Angela: How about non-vegans? How can they opt for a healthier lifestyle?
Amanda: For non vegans, I would say one thing they can do is opt for more greens in their food instead of going for another diet that is meatish. Maybe they can opt for maybe one meal a week, choose to be vegetarian, opt for more greens, and let’s say ten people would opt for just one vegetarian meal a week, there’s a huge impact that you can make for the environment and also for their bodies. Because, usually, most people won’t opt for vegetables.
Angela: Do you think organic meat or milk are good alternatives for people?
Amanda: Yes it’s definitely a healthier alternative. However, even in organic meat, ultimately the animals have to be slaughtered against their own will. And at the same time, if you’re talking about cow’s milk, the cows have to be pregnant for you to get the milk from there. After they give birth, they are re-impregnated again by the dairy industry to ensure they have a constant milk supply and I’m not sure how you will call a cow who have never grazed freely on the grass or frolicked about in the fields. I’m not sure how to decide if their milk is healthier because the dairy industry pumps a lot of hormones into their cows to get them to produce more milk than usual. So the usual lifespan of a cow is probably about ten years. However, around three to five years, the cow is just sent to be slaughtered because the body of the cow has already been wearied out and it can’t produce much milk as before.
Note from Angela: Organic meat or milk can be healthier than average meat or milk found in supermarkets as animals are not allowed to be fed antibiotics or bovine human growth hormone(rbGH).
Angela: Well organic meat or milk is a choice(or option for some people) and may or may not be necessarily cruel.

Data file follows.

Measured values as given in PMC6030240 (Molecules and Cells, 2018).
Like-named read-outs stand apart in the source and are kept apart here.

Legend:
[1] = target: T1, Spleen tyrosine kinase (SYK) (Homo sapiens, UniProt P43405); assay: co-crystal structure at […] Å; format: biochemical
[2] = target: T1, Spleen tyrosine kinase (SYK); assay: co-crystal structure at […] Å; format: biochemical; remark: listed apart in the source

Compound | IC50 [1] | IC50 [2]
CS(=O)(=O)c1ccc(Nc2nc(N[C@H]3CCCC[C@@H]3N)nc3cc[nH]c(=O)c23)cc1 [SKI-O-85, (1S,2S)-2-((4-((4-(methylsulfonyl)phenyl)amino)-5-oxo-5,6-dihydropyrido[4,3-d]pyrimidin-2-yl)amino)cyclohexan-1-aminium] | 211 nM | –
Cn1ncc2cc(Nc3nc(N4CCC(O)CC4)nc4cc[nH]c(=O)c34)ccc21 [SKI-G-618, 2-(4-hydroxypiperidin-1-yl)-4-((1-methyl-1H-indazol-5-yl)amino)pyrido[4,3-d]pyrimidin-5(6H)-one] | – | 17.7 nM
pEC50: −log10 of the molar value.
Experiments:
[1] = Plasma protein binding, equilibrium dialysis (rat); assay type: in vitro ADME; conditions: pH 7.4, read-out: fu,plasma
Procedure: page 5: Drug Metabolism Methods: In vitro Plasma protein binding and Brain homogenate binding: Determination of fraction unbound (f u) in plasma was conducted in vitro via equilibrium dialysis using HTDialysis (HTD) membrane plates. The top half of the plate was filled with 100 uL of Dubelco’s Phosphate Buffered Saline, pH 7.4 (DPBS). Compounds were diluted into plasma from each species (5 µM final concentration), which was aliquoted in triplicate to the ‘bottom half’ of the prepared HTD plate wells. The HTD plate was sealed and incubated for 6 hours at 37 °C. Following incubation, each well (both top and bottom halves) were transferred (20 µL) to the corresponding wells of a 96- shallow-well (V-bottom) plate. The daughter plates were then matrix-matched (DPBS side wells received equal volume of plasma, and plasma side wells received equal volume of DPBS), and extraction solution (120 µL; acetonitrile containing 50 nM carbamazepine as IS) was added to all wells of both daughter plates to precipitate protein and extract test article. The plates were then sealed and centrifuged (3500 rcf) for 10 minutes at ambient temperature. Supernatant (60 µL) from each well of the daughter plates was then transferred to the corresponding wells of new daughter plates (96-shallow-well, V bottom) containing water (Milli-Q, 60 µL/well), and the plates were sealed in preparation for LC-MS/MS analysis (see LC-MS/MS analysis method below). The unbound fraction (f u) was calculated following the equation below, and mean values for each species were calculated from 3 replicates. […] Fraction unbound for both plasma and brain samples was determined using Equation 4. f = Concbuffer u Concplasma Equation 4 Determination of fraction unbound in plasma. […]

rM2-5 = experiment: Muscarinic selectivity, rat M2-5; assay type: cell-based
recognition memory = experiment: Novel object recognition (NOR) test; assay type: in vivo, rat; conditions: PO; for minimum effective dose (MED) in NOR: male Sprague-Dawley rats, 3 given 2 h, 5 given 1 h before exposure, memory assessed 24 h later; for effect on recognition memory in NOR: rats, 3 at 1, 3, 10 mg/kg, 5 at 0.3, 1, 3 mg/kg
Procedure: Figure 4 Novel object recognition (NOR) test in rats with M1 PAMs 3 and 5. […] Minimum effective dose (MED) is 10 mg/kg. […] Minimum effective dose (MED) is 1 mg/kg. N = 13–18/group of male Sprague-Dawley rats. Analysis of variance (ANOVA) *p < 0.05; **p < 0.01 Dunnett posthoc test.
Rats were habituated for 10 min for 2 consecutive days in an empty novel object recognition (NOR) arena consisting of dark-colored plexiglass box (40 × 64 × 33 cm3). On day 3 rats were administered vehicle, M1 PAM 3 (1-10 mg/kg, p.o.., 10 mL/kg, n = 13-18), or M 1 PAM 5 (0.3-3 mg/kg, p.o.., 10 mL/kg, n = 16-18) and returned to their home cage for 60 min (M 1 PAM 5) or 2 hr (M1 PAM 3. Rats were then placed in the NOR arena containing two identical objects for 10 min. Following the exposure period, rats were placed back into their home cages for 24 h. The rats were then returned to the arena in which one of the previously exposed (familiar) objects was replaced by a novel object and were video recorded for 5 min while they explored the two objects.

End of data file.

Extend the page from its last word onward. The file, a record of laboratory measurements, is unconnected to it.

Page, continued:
Angela: What advice would you give for people who dislike vegetables and tofu to include them in their diet?
Amanda: If you don’t like vegetables or tofu, you can start getting creative by sneaking some of these into your diet. For example, let’s say you don’t like eating lotus root, you can mince the lotus root and put into a meat patty. And you can have it in your diet. But frankly speaking, once you have started on a cleaner diet, where you eat less meat and opt for more greens, your body will actually be cleansed and you won’t dislike the vegetables and tofu like before.
Angela: So the key is to get creative!
Angela: Finally Christmas is around the corner. If you were to create a vegan Christmas basket, what will you include?
Amanda:Actually I don’t think I need to make a vegan gift basket…. I know there is a Stephen James hamper which has come up for Christmas. So for $50, you can actually get Pili nuts. These are really good to go with wine. They have won an award. These nuts are actually raw, dehydrated, and pre-sprouted. So they are filled with the highest amount of living energy. And they really go well with wine. So if you opt for a celebration, you can have vegan wine, and have some Pili nuts together.
Angela: Wow, sounds like a great idea! And you get the essential nutrients at the same time too!
Angela: What advice would you give for someone on a low budget to adopt a vegan lifestyle?
Amanda: if the person is on a low budget, I would suggest cooking at home. If the person is on low budget and has no time to cook, an option would be to go to vegetarian stalls that are out there and opting for greens. Opt for brown rice. Then opt for things that are vegetables rather than mock meat and sometimes, there may be a lot of vegetables but there might also be a lot of oil as well. So it may be good to mention to the server to take the vegetables from the top so that the oil is minimised as much as possible. And just to add, opt for stalls that do not put MSG inside their foods.
Angela: Well we’ve come to the end of this interview. Hope you learnt a thing or two about how veganism can go beyond food and become a whole new lifestyle